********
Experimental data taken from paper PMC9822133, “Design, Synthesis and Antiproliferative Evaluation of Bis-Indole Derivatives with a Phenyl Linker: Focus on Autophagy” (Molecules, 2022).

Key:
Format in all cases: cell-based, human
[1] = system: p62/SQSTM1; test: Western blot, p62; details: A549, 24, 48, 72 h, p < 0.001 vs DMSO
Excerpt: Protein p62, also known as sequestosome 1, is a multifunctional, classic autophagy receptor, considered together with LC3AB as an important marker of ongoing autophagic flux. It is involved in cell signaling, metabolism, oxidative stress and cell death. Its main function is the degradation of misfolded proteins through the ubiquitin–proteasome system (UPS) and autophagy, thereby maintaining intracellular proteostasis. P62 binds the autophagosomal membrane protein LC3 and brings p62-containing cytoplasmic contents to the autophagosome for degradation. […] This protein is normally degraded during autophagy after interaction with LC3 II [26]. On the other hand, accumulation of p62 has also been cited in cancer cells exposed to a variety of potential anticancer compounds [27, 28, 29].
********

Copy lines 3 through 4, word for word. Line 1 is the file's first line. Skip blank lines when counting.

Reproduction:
Format in all cases: cell-based, human
[1] = system: p62/SQSTM1; test: Western blot, p62; details: A549, 24, 48, 72 h, p < 0.001 vs DMSO